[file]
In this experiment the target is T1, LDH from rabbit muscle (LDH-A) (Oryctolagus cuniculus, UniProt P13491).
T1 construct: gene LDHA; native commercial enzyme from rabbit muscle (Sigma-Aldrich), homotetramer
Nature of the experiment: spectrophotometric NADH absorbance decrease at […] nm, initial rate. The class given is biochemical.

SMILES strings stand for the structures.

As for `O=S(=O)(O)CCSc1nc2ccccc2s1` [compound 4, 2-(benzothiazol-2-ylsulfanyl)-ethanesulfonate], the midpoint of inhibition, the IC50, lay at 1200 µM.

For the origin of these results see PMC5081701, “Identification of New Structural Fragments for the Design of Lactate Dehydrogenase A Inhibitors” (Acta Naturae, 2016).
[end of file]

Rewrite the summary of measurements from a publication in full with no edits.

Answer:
In this experiment the target is T1, LDH from rabbit muscle (LDH-A) (Oryctolagus cuniculus, UniProt P13491).
T1 construct: gene LDHA; native commercial enzyme from rabbit muscle (Sigma-Aldrich), homotetramer
Nature of the experiment: spectrophotometric NADH absorbance decrease at […] nm, initial rate. The class given is biochemical.

SMILES strings stand for the structures.

As for `O=S(=O)(O)CCSc1nc2ccccc2s1` [compound 4, 2-(benzothiazol-2-ylsulfanyl)-ethanesulfonate], the midpoint of inhibition, the IC50, lay at 1200 µM.

For the origin of these results see PMC5081701, “Identification of New Structural Fragments for the Design of Lactate Dehydrogenase A Inhibitors” (Acta Naturae, 2016).